Thursday, March 18, 2010
A six-mile-wide asteroid is supposed to have crashed into what is now Mexico's Yucatan Peninsula 65 million years before, triggering a blast that spread death and destruction around the globe.
UAF scientist Michael Whalen is part of a research team that presented a new analysis to support the theory that an asteroid wiped out the Dinosaurs.
Scientists first proposed the asteroid impact theory of dinosaur mass extinction 30 years before. The discovery of a massive crater at Chicxulub [CHICK-shuh-loob], in Mexico's Yucatan Peninsula in 1991, supported that hypothesis.
The Chicxulub crater is more than 120 miles wide - about the distance from Fairbanks to the Arctic Circle - and scientists consider it was created when an asteroid more than six miles wide crashed into Earth 65 million years ago. The cataclysmic impact - a million times more powerful than the biggest nuclear bomb ever tested - triggered massive earthquakes, atmospheric discharge and oceanic upheaval. The ensuing mass Extinction ended both the reign of the dinosaurs and the Cretaceous period, which provide way to the Paleogene period. This theory, having progressively accumulated evidence, was thought to be a near-consensus view.
Some scientists declare that long-term volcanic activity at the Deccan Traps, in what is now India, caused acid rain and global cooling, gradually making life untenable for the dinosaurs and other large animals. They also propose that the Chicxulub impact occurred some 300,000 years before the mass extinctions.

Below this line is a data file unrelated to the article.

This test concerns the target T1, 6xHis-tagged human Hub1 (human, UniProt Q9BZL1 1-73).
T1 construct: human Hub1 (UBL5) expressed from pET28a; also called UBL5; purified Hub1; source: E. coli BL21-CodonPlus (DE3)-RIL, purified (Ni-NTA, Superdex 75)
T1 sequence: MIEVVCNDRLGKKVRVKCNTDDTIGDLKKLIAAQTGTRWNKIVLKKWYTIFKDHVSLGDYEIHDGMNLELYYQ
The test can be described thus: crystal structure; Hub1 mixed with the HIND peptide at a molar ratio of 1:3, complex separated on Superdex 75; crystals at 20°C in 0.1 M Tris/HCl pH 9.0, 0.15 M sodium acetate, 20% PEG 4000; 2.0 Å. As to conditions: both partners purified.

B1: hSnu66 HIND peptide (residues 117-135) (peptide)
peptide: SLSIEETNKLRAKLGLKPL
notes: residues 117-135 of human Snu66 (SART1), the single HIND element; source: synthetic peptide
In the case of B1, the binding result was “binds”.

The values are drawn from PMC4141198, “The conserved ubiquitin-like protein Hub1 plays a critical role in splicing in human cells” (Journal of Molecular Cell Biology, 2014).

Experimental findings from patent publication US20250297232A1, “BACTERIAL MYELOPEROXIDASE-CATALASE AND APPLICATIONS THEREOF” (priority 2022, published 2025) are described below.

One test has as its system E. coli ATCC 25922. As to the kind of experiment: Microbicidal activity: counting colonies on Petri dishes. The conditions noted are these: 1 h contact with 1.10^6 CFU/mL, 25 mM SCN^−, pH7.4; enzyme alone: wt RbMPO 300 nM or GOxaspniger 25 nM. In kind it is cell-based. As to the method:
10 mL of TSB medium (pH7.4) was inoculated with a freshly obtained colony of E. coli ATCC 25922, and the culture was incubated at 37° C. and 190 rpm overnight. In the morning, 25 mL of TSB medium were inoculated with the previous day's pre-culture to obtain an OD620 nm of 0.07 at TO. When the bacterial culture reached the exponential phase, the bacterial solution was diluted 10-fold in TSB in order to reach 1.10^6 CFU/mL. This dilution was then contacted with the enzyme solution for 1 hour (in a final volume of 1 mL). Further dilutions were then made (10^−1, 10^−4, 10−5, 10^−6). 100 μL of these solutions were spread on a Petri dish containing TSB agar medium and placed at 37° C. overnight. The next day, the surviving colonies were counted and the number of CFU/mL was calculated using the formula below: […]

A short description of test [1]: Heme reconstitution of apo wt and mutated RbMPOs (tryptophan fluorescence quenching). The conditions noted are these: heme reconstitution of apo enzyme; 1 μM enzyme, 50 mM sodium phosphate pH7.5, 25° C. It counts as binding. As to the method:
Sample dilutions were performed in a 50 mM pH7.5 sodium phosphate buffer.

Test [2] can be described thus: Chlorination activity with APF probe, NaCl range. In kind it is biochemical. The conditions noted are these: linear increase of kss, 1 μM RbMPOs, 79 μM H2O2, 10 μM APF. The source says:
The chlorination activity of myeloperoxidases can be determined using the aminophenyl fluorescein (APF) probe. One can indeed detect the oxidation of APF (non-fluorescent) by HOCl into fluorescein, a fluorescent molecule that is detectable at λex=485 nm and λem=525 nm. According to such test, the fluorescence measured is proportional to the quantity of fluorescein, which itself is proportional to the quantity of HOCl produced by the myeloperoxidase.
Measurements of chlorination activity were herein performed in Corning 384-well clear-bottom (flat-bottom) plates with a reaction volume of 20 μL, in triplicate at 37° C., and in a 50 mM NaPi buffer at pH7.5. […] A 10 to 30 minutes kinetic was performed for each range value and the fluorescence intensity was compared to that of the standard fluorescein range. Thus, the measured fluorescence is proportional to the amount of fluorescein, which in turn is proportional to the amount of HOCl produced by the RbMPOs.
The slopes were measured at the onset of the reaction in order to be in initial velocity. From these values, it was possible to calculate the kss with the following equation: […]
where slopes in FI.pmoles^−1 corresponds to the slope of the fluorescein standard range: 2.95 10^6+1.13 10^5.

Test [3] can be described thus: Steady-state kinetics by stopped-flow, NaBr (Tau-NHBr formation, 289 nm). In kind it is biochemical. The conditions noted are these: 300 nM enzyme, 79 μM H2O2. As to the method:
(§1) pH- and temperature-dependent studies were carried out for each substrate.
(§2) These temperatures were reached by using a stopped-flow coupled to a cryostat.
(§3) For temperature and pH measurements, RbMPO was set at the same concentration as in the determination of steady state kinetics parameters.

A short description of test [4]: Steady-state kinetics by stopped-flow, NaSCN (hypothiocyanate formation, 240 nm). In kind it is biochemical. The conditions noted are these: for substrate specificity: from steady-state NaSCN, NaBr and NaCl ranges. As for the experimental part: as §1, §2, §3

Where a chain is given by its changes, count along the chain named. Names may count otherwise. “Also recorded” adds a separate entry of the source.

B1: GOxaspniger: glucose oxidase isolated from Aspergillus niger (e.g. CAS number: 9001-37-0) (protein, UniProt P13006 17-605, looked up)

Wednesday, March 17, 2010
Many scientists have long idea that Dinosaurs were brown or gray in color. But scientists examining the remains of a dinosaur say they have discover evidence it had brightl -colored feathers.
American and Chinese researchers rebuilt the feathers of a flightless dinosaur named Anchiornis huxleyi. The small, two-legged creature lived about one hundred-fifty million year before. It would have weighed only about 110 grams.
The researchers utilized an electron microscope and fossilized remains of thirty feathers that once covered the animal. The remains were found out in Liaoning Province in China.
Researchers learned melanosomes in the feathers. These small, color-producing structures created as the dinosaur was developing. The researchers compared the structures to the melanosomes that manage the color of feathers on modern birds. They were then able to recognize the colors of the Dinosaur feathers.
The researchers state that Anchiornis huxleyi appeared to have a dark gray or black body. They found that the pinnacle of the ancient creature was light brown in color. It had bright white wings. Each of the feathers had black on the last part.
Tuesday, March 16, 2010
One of the strangest watches in the world is being presented by Louis Moinet, using real Dinosaur Bones in its mechanics.
Most people anticipate to see dinosaur bones in national museums across the globe, yet one pioneering watch firm is allowing history fans to observe them every time they glance at their wrist.
Louis Moinet has announced its Jurassic Tourbillon, which contains fragments of Dinosaur bones in the dial which are dated at 130 million years old and forms part of a new series of novelty timepieces quite exactly named Time Explorator.
The hand-wound mechanical watch also has an impressive 18 carat white gold case and also comes with a bezel and horns that employ no fewer than 56 Wesselton VVS baguette diamonds.